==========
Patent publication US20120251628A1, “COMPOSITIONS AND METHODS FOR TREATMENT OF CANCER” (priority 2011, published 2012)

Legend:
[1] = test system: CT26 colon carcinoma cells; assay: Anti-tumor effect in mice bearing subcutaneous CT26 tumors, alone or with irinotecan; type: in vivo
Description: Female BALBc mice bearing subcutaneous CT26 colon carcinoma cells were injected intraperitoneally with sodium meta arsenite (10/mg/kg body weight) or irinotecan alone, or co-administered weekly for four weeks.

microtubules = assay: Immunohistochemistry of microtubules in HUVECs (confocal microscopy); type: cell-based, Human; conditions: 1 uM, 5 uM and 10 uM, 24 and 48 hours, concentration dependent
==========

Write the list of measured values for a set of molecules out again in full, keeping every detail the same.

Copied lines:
Patent publication US20120251628A1, “COMPOSITIONS AND METHODS FOR TREATMENT OF CANCER” (priority 2011, published 2012)

Legend:
[1] = test system: CT26 colon carcinoma cells; assay: Anti-tumor effect in mice bearing subcutaneous CT26 tumors, alone or with irinotecan; type: in vivo
Description: Female BALBc mice bearing subcutaneous CT26 colon carcinoma cells were injected intraperitoneally with sodium meta arsenite (10/mg/kg body weight) or irinotecan alone, or co-administered weekly for four weeks.

microtubules = assay: Immunohistochemistry of microtubules in HUVECs (confocal microscopy); type: cell-based, Human; conditions: 1 uM, 5 uM and 10 uM, 24 and 48 hours, concentration dependent